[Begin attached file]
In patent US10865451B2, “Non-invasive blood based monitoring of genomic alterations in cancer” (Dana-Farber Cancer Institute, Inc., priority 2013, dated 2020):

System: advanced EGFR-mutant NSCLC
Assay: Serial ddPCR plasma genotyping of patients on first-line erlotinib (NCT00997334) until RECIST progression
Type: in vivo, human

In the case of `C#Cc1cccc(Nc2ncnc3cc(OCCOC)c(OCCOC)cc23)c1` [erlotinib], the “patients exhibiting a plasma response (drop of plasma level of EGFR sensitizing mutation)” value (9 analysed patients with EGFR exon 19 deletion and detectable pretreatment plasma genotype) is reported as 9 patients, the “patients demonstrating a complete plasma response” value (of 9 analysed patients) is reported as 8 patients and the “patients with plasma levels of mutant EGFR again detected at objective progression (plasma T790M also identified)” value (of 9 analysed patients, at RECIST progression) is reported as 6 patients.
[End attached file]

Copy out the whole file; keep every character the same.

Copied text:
In patent US10865451B2, “Non-invasive blood based monitoring of genomic alterations in cancer” (Dana-Farber Cancer Institute, Inc., priority 2013, dated 2020):

System: advanced EGFR-mutant NSCLC
Assay: Serial ddPCR plasma genotyping of patients on first-line erlotinib (NCT00997334) until RECIST progression
Type: in vivo, human

In the case of `C#Cc1cccc(Nc2ncnc3cc(OCCOC)c(OCCOC)cc23)c1` [erlotinib], the “patients exhibiting a plasma response (drop of plasma level of EGFR sensitizing mutation)” value (9 analysed patients with EGFR exon 19 deletion and detectable pretreatment plasma genotype) is reported as 9 patients, the “patients demonstrating a complete plasma response” value (of 9 analysed patients) is reported as 8 patients and the “patients with plasma levels of mutant EGFR again detected at objective progression (plasma T790M also identified)” value (of 9 analysed patients, at RECIST progression) is reported as 6 patients.